We sat in bed for a while devouring every marathon story in every newspaper we could find. The same three messages were everywhere:
1. runners understood why it was cancelled
2. runners were (furious, upset, angry, overwhelmed etc) about the timing of the announcement
3. runners were even more (furious, upset, angry etc) that they had been told to come and then the decision was reversed.
We read stories about people who overcame huge odds to get there.
One woman was coming from Italy but there were problems with her flight. So she flew from Italy to Hong Kong and then to New York just to get there on time. She found out as soon as she landed in New York.
One group of runners from Europe had spent $30,000 to get there. They found out at the Expo that they should have stayed home.
We dressed and headed out. We figured we might as well enjoy our day in New York City. We strolled around exploring the famous spots. Some we had seen together in January - others we discovered for the first time.
Look who was in town for the race? Apparently he was NOT happy to find out their rules against running with sharp objects.
Our midmorning snack was a muffin (or in my case a piece of baklava) and some coffee.
Notice Ebenezer's Eyelash Extension across the street?
We made our way to the New York Public Library where Doug was supposed to join thousands of runners at 5:30am on Sunday morning. We talked about how crazy that would have been - up to a thousand busses were going to be needed to shuttle everyone. How much fun would it have been to watch that orchestration?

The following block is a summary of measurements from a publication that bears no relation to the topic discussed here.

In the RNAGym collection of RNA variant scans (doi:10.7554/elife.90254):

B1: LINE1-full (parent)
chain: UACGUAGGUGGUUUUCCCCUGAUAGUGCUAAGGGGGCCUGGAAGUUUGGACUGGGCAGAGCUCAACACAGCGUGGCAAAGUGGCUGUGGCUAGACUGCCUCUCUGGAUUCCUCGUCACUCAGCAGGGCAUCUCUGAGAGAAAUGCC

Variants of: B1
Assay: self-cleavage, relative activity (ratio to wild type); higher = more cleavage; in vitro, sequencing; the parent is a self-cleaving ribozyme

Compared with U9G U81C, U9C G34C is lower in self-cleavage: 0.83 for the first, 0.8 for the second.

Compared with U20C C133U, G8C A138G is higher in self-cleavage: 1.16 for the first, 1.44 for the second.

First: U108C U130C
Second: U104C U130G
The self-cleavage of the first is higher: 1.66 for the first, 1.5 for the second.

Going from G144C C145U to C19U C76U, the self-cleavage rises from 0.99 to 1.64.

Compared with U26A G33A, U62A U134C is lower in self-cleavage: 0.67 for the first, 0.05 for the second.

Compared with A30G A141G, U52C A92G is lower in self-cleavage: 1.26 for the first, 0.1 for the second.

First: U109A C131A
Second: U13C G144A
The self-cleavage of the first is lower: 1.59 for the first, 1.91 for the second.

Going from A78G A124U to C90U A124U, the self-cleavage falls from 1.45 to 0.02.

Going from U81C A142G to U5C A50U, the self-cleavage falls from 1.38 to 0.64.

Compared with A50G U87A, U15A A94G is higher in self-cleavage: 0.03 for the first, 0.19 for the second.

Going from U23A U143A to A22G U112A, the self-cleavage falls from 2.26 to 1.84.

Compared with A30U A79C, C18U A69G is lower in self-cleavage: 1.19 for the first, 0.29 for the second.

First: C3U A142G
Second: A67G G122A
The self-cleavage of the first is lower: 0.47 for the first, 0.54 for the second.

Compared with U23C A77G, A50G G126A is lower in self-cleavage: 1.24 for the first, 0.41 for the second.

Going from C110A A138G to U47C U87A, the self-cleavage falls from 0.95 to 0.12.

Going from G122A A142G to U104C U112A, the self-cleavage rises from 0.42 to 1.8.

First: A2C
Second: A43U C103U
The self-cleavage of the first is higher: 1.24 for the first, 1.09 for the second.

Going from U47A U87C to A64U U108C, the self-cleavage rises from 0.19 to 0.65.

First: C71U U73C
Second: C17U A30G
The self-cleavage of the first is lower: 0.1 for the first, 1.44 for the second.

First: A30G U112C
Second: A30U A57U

We settled on a photo at the base of one of the huge pillars. Notice his orange gloves? The name of each of the five boroughs the race goes through are written on the fingers. A fun little souvenir from the Expo the day before.
We're getting much better at the whole aim the camera and take a picture trick.
We went for lunch. I was wearing my Medtronic jacket and was approached by a Spanish-speaking runner. He pulled out his Medtronic pump. I pulled out mine. We grinned. He explained that he was from Spain and was there with a group of 15 runners - all of whom have Type 1 diabetes. They came with a support crew of 15 others. They were part of a study of how long-distance running affects blood sugar. They were, of course, supposed to run the marathon.
We walked to Rockefeller Centre which was all set up at Democracy Square in preparation for the November 6th election.
A map of the US painted on the ice and American flags flying everywhere. Methinks there is an election going on.
I met one of the candidates. He was so charming that I brought him back to my hotel. Was that wrong?
We went to the Apple Store which had a line up down the street to get in.
Apparently this little gadget is quite popular at the moment.
We played with puppets.
We marvelled at the size of candy bars in the US.
If I ate these two peanut butter cups I would need to take 40 units of insulin to cover the 240 carbs in it. I get kinda panicky when I take more than 10 units at a time...
We walked through Macy's, Times Square and the Art Brown Pen shop that we love.
Everywhere we went we saw runners. Many wearing their orange race shirts. Every runner seemed in tune with every other runner. In a town that has drawn together because of Sandy, I felt like the runners were developing their own special bond. Marathon sounds a lot like maratón which sounds a lot like maratona. Mention the word and people responded with sad eyes as they pointed to themselves or the person they were with.
Nobody was happy but, like it or not, we were in this together.